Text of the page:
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The main message of this contemporary poem is that it is good to let go of grief over the death of a loved one—and beyond that, it conveys that the imagination has the power to heal and replace sadness with joy.

In the poem, the speaker passes the place where a hospital once stood, the hospital in which his father died. The speaker looks at the site and thinks that he "almost pray[s] some ache remain." In other words, he wishes, for a fleeting moment, that he could feel some grief. The key word, however, is "almost." The speaker doesn't really wish to grieve. As he says, "Forget all that." Instead, he decides to imagine the place of his father's death is a "marvelous house" in which he would hear music and "St. Valentine's stubborn heart"—love—would set his father free to be healthy and whole.

The speaker's father will never be alive again, but the speaker has the imaginative power to retell the story as he wishes and envision him in a positive way.

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The central message of "Peter Street" is that although the world changes and people die, the memories of who they were and how they impacted those who knew them don't disappear. Instead, those memories are carried on in the hearts of those who knew the deceased and can be called upon in times of distress. When the narrator walks down the street, he remembers the hospital where his father spent his last days. At first, he misses being able to see his father's face in the window. Because of this, the fact that the hospital has been torn down and turned into a building site saddens him. But as he walks along, he realizes that even if the hospital had remained, it still would not bring back his father. Instead, his father remains in his memory. In his memory, he is able to see more of who his father was and how he made his mark on the world. Because of this, he is at peace with losing the last tangible evidence of the place his father spent his last days. He looks at the building site with hope rather than sadness. He hopes that the new building will bring a vibrance back to the street in much the same way that the memory of his father brings happiness to him.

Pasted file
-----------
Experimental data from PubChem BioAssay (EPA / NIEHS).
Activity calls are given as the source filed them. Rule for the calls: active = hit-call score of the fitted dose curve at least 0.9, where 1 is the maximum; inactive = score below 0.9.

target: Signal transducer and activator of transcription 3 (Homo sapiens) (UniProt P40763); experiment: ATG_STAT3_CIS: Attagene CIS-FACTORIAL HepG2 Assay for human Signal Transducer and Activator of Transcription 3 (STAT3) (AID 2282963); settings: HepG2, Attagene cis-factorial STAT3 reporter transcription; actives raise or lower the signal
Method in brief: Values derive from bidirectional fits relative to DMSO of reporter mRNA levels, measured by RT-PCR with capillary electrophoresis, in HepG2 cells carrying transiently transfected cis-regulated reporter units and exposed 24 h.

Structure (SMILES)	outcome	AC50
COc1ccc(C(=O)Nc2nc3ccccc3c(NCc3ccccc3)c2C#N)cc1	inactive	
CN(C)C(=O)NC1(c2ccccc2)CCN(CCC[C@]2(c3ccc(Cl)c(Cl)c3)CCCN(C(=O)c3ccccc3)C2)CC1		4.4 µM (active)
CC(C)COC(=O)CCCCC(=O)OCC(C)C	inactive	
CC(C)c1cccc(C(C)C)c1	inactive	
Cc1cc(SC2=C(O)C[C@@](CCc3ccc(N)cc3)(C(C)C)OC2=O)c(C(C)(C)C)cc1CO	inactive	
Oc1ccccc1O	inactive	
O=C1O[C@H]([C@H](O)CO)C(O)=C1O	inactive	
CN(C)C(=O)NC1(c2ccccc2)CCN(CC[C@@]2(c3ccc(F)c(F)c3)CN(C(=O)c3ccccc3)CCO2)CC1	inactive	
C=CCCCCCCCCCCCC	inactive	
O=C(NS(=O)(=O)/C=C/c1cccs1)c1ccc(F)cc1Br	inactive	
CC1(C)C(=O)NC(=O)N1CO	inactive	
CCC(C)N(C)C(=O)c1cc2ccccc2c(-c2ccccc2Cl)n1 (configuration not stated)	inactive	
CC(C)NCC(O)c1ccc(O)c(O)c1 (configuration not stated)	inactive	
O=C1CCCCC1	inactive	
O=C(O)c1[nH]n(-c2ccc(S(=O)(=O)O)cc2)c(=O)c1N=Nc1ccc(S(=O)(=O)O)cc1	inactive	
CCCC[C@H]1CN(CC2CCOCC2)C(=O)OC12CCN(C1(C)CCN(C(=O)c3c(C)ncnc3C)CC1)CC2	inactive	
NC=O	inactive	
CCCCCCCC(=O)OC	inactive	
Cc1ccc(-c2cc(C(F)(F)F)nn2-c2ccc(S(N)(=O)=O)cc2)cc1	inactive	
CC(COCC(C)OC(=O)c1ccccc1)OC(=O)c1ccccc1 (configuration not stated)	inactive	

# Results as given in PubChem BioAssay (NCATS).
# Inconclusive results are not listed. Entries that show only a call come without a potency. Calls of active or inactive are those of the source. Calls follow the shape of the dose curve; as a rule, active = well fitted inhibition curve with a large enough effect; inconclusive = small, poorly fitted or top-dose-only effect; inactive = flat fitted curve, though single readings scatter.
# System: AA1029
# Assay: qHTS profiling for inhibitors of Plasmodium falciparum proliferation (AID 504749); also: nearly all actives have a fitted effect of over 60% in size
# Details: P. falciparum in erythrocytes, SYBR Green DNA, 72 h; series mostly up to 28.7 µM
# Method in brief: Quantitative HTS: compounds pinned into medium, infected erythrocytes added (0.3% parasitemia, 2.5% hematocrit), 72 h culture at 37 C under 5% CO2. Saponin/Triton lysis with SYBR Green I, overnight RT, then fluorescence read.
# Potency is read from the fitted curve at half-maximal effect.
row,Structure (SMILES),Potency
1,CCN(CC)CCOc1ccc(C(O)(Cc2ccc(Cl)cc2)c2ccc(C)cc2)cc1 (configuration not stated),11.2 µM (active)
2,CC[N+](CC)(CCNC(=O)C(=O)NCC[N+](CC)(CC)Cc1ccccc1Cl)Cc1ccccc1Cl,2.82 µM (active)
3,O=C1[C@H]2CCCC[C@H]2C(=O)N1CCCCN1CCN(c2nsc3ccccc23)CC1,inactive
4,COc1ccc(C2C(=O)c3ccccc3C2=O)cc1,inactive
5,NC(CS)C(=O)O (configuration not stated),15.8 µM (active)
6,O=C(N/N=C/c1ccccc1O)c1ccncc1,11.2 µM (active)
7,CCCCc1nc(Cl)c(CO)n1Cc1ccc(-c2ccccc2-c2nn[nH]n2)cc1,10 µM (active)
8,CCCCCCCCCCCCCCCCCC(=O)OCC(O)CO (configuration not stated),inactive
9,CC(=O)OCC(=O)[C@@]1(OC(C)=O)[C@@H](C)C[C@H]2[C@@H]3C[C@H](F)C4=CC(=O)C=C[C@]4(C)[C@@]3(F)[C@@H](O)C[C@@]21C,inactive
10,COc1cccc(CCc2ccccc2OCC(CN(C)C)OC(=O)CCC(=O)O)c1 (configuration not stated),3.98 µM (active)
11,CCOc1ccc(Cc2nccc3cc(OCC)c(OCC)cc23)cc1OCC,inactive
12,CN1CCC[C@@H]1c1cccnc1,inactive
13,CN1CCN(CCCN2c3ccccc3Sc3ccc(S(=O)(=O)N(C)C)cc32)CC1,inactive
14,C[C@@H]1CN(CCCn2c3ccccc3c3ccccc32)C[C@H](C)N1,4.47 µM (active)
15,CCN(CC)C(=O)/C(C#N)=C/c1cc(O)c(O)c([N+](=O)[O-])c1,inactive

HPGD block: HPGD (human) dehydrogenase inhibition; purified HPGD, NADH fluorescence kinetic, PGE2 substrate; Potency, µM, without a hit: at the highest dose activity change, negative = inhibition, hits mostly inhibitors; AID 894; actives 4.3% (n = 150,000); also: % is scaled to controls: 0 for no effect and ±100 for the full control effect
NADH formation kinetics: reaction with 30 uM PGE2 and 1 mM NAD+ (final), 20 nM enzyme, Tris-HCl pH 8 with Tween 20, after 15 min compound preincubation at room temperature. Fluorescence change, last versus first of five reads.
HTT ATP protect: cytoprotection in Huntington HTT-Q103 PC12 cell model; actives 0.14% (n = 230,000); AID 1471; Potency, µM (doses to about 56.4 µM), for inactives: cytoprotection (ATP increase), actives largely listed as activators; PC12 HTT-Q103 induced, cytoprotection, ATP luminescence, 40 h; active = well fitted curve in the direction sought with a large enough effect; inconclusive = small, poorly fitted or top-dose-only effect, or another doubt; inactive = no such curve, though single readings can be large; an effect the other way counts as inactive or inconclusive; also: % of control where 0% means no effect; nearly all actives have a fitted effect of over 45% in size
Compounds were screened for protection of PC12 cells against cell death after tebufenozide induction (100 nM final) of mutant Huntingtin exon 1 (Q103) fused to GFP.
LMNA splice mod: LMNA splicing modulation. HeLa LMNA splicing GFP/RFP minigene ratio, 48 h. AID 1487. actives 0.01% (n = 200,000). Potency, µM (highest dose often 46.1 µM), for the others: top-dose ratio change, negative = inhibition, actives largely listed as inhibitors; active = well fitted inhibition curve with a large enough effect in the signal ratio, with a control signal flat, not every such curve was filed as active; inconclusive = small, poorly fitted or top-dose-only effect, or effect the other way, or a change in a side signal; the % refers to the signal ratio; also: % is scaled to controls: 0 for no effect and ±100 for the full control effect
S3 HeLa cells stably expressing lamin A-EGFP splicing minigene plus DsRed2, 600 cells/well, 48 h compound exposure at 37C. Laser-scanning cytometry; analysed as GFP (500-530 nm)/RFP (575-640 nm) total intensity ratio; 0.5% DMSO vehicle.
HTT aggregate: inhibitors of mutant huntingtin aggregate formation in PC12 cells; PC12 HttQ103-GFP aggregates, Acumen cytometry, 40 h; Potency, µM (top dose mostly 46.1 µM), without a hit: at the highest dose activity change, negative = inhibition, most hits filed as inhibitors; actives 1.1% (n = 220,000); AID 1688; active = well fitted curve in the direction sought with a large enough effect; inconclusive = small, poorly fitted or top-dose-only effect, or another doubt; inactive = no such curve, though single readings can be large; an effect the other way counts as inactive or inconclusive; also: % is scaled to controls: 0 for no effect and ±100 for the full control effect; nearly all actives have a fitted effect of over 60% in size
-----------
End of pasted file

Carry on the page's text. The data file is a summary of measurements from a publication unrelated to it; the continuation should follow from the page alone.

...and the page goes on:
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The central message of the poem is that while people die, their memories never do, and it's up to the survivors to decide what to do with those memories. When the narrator passes the site where his father once looked down from his hospital bed, the narrator feels loss when he sees a construction site where the hospital once stood. At first, the narrator wishes for some trace of his father, the father he was loathe to leave and who he stared up at in the window of the hospital. However, in the end, the narrator hopes that the site where the hospital once stood will be turned into a joyful house that will take away the traces of pain that remain from the father's suffering soul. The narrator holds the memory of his father when he walks by the site of the old hospital, but he wishes that the new construction will turn his memory from something sorrowful to something joyful.